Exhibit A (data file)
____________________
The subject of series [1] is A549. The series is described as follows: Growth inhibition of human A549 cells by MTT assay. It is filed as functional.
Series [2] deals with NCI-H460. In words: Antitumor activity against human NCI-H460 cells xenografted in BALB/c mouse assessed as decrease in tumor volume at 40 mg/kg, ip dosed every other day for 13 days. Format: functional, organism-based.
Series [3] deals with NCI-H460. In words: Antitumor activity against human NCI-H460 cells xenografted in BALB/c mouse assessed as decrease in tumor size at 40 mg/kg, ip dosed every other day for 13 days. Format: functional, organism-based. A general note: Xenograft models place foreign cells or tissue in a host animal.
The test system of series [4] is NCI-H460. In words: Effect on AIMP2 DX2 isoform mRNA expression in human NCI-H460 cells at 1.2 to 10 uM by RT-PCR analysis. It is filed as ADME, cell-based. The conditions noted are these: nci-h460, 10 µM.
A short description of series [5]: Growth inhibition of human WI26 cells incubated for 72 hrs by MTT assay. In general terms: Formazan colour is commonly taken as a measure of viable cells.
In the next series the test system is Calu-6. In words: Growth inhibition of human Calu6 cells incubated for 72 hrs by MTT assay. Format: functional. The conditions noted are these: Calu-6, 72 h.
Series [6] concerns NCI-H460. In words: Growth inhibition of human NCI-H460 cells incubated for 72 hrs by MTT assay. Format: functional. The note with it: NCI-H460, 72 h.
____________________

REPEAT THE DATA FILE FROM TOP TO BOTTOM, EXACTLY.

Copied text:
The subject of series [1] is A549. The series is described as follows: Growth inhibition of human A549 cells by MTT assay. It is filed as functional.
Series [2] deals with NCI-H460. In words: Antitumor activity against human NCI-H460 cells xenografted in BALB/c mouse assessed as decrease in tumor volume at 40 mg/kg, ip dosed every other day for 13 days. Format: functional, organism-based.
Series [3] deals with NCI-H460. In words: Antitumor activity against human NCI-H460 cells xenografted in BALB/c mouse assessed as decrease in tumor size at 40 mg/kg, ip dosed every other day for 13 days. Format: functional, organism-based. A general note: Xenograft models place foreign cells or tissue in a host animal.
The test system of series [4] is NCI-H460. In words: Effect on AIMP2 DX2 isoform mRNA expression in human NCI-H460 cells at 1.2 to 10 uM by RT-PCR analysis. It is filed as ADME, cell-based. The conditions noted are these: nci-h460, 10 µM.
A short description of series [5]: Growth inhibition of human WI26 cells incubated for 72 hrs by MTT assay. In general terms: Formazan colour is commonly taken as a measure of viable cells.
In the next series the test system is Calu-6. In words: Growth inhibition of human Calu6 cells incubated for 72 hrs by MTT assay. Format: functional. The conditions noted are these: Calu-6, 72 h.
Series [6] concerns NCI-H460. In words: Growth inhibition of human NCI-H460 cells incubated for 72 hrs by MTT assay. Format: functional. The note with it: NCI-H460, 72 h.